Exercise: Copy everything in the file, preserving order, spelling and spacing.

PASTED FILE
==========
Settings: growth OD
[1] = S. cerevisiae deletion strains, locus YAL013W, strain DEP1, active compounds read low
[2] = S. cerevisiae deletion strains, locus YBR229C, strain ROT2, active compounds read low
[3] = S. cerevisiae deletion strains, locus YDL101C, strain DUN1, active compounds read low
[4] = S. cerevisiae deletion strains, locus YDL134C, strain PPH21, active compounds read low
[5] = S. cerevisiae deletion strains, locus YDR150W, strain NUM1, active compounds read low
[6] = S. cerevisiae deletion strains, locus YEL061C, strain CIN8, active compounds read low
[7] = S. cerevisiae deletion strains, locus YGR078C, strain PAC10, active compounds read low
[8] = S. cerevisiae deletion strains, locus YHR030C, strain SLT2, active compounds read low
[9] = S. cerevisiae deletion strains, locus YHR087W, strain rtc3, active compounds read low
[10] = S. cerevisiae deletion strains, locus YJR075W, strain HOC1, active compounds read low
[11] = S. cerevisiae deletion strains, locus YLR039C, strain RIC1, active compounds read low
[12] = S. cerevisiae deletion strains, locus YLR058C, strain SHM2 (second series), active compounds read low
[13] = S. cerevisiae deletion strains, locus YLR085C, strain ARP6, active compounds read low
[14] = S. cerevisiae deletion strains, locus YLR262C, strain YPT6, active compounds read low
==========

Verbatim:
Settings: growth OD
[1] = S. cerevisiae deletion strains, locus YAL013W, strain DEP1, active compounds read low
[2] = S. cerevisiae deletion strains, locus YBR229C, strain ROT2, active compounds read low
[3] = S. cerevisiae deletion strains, locus YDL101C, strain DUN1, active compounds read low
[4] = S. cerevisiae deletion strains, locus YDL134C, strain PPH21, active compounds read low
[5] = S. cerevisiae deletion strains, locus YDR150W, strain NUM1, active compounds read low
[6] = S. cerevisiae deletion strains, locus YEL061C, strain CIN8, active compounds read low
[7] = S. cerevisiae deletion strains, locus YGR078C, strain PAC10, active compounds read low
[8] = S. cerevisiae deletion strains, locus YHR030C, strain SLT2, active compounds read low
[9] = S. cerevisiae deletion strains, locus YHR087W, strain rtc3, active compounds read low
[10] = S. cerevisiae deletion strains, locus YJR075W, strain HOC1, active compounds read low
[11] = S. cerevisiae deletion strains, locus YLR039C, strain RIC1, active compounds read low
[12] = S. cerevisiae deletion strains, locus YLR058C, strain SHM2 (second series), active compounds read low
[13] = S. cerevisiae deletion strains, locus YLR085C, strain ARP6, active compounds read low
[14] = S. cerevisiae deletion strains, locus YLR262C, strain YPT6, active compounds read low